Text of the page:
Lady Pearce

Lady Dinah Elizabeth Pearce,
1836 – 1918

Sir William was survived by his wife, Lady Dinah Elizabeth Pearce. Although overshadowed historically by her husband, Lady Pearce was nevertheless held in extremely high regard by the people of Govan. It was said of Lady Pearce: “Any community was well off where there was a ‘Good Angel’ in the district, with a liberal heart and a readiness to help forward the best interest of the people and the district”.

Lady Pearce acquired an intimate knowledge of and deep affection for the people of Govan. A discerning philanthropist, she was continually involved good causes and was one of the pioneers of the ‘Fresh Air Fortnight Scheme’ which gave hundreds of children, who had been ill or sickly, the opportunity to convalesce at the coast or the country. Lady Pearce was relentless in her activities, striving to improve living conditions for the poor and to alleviate distress and hardship. Through her efforts, she kept many homes together in dark days. Her most enduring gift to the people of Govan is the Pearce Institute, a beautiful A-listed building containing a public hall, library and other rooms, which remains a community establishment to this day.

Written by local resident
Mairi Holmes

To Dinah – Lady Pearce
By Fullertone, local resident

Lady Pearce

At the Gushet, “The Black Man” statue stands    Yes she carried on supporting his name
With this statue erected in his honour
In this showed pride, and,
The strength of the “women of the Clyde”
So three cheers and good wishes fall on her!

She commissioned and built “Our Institute”
And other buildings important to all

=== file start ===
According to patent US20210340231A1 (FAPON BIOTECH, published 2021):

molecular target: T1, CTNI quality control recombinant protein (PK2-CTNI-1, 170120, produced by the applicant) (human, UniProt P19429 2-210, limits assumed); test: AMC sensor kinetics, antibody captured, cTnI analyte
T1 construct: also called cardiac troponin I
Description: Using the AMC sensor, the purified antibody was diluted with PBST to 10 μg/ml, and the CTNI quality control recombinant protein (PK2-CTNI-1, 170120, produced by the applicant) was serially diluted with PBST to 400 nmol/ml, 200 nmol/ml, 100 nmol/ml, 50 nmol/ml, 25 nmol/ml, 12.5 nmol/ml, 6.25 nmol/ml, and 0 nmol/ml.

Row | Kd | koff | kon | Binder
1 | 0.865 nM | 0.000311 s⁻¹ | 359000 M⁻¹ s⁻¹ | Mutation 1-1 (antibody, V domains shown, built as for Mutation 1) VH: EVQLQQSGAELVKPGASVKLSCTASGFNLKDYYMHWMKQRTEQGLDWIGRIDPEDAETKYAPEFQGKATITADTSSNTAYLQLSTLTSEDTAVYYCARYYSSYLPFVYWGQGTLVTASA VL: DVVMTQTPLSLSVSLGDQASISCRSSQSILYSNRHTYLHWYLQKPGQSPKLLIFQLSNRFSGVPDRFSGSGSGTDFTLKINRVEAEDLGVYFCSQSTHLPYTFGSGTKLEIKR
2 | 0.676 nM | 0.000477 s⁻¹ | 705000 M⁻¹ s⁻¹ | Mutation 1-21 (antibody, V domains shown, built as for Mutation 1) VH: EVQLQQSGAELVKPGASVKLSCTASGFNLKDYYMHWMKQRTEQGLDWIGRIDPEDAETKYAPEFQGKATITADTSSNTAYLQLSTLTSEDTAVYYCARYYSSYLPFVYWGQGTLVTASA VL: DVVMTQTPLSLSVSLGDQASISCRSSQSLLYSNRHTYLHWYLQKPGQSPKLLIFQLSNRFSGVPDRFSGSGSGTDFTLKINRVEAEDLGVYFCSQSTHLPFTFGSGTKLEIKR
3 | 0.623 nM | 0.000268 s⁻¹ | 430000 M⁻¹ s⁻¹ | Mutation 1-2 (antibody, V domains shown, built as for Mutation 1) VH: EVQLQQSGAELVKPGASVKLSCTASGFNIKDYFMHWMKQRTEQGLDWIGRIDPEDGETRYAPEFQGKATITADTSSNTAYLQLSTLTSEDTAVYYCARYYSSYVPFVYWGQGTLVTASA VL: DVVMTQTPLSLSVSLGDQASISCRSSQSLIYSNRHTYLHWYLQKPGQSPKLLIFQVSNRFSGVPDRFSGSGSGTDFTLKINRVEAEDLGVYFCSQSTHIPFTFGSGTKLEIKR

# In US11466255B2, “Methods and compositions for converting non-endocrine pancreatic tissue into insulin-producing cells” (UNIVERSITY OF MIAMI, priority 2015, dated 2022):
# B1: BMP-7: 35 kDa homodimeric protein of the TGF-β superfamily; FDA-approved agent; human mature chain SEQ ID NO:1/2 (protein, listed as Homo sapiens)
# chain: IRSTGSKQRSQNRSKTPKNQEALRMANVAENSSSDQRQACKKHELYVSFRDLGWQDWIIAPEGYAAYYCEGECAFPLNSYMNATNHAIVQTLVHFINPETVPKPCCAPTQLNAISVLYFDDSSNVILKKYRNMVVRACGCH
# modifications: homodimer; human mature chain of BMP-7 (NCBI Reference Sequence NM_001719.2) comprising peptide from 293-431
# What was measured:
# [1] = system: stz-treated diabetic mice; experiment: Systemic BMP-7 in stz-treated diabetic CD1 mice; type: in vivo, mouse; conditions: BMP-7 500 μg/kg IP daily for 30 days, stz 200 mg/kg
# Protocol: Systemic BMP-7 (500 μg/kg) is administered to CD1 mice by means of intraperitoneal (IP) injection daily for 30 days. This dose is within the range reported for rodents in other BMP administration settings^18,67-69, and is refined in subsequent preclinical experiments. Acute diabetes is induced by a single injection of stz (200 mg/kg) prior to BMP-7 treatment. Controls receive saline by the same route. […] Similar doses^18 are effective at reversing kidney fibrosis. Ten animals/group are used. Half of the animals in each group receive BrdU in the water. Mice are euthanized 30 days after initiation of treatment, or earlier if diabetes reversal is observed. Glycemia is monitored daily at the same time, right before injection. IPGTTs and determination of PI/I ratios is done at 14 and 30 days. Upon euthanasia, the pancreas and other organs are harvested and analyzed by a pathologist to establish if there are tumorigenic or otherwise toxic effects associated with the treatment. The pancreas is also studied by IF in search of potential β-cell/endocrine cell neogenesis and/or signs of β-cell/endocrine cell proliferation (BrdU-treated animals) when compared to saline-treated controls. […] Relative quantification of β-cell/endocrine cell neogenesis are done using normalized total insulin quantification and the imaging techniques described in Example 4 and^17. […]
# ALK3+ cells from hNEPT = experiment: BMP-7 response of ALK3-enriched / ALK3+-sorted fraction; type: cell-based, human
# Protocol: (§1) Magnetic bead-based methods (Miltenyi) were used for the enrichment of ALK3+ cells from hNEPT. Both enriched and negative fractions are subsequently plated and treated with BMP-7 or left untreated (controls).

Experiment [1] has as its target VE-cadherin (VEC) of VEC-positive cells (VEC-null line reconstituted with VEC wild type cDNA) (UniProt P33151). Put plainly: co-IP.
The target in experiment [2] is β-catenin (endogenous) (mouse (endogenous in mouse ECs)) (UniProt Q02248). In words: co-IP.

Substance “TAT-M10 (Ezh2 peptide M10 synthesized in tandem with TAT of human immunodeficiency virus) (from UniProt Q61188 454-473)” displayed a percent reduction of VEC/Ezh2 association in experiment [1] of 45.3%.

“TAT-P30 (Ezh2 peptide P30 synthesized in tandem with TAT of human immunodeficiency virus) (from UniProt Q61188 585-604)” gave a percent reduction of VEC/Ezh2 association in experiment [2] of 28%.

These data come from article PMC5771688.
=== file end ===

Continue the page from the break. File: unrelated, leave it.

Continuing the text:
As comfy with the people of Govan
As she was at the society ball

Now like I’ve thought before
This woman was more, and much more
Than just a powerful man’s wife
‘Till eighty one years, she lived long and strong
Contributing to “Good Govan life”

No airs and no graces
No sign of two faces
She mixed so easily with them all
The elite and high fashion
Though, that wasn’t her passion
For the poor, she spoke loud and stood tall

But there is no memorial to his wife
For her honest goodwill to the people of Govan
We should commemorate her… and her life

Her name, Lady Dinah, Elizabeth Pearce
Though rich, suffered in Victorian life
Then, when her husband died
She seemed to thrive
And was freed from being just a wife

Well, when he passed on
Honoured, buried and gone
He left a fortune… indeed
And Dally… that’s Dinah, came into her own
Helping those, in Govan, in need

Behind every great man stands a great woman, they say,
Well, Dally was no exception
She stood by her man, proudly
In his colourful life
No matter society’s perception

Yes she carried on supporting his name
With this statue erected in his honour
In this showed pride, and,
The strength of the “women of the Clyde”
So three cheers and good wishes fall on her!

She commissioned and built “Our Institute”
And other buildings important to all
As comfy with the people of Govan
As she was at the society ball

Now like I’ve thought before
This woman was more, and much more
Than just a powerful man’s wife
‘Till eighty one years, she lived long and strong
Contributing to “Good Govan life”

No airs and no graces
No sign of two faces
She mixed so easily with them all
The elite and high fashion
Though, that wasn’t her passion
For the poor, she spoke loud and stood tall

She fought the good fight
She knew it not right
That the sick were ailing and sore
And although she was wealthy
Good, strong and healthy
She never forgot nor left out the poor

Her wonderful “fresh Air fortnights”
Filled up weak lungs…with good air
City kids gifted with air to breath
And free to run wild
With the wind through their hair

Her modern mind knew that the town’s life was killing
And to good health the smog was a thief
So for the children at most
A trip to country or coast
Was a two week pollution relief

So to Dally, Dinah Beth, an angel in Govan
I for one, would raise a glass
If a monument is proposed in HER memory
For she was truly a woman of class

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